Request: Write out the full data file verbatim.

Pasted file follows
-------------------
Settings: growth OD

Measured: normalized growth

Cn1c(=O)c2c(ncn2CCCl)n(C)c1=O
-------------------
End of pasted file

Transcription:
Settings: growth OD

Measured: normalized growth

Cn1c(=O)c2c(ncn2CCCl)n(C)c1=O